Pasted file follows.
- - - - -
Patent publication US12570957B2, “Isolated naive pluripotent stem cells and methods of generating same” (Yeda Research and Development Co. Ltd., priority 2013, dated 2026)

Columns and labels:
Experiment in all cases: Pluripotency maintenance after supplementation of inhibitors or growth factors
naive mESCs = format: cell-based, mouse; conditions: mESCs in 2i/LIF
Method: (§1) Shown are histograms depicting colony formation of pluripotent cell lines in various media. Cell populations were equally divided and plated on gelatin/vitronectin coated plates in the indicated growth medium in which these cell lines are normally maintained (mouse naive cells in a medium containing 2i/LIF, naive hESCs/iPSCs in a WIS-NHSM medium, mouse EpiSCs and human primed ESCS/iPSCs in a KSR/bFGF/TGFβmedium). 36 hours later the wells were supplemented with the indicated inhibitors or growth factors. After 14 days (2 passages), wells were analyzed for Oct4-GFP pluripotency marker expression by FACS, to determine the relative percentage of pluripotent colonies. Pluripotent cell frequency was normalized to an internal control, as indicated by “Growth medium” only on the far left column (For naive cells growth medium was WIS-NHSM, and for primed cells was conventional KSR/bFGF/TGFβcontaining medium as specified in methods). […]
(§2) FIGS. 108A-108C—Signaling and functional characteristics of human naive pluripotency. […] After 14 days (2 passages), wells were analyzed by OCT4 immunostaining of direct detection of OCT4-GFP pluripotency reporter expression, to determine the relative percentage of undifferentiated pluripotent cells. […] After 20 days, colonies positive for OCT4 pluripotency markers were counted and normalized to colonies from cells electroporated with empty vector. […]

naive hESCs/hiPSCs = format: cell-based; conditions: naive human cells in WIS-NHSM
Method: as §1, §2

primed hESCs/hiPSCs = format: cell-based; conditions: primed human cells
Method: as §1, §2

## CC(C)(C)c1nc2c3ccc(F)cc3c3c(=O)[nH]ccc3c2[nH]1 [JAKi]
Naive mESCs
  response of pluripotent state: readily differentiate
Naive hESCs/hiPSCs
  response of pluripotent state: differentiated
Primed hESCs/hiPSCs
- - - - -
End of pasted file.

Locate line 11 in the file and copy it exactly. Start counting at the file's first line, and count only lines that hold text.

## CC(C)(C)c1nc2c3ccc(F)cc3c3c(=O)[nH]ccc3c2[nH]1 [JAKi]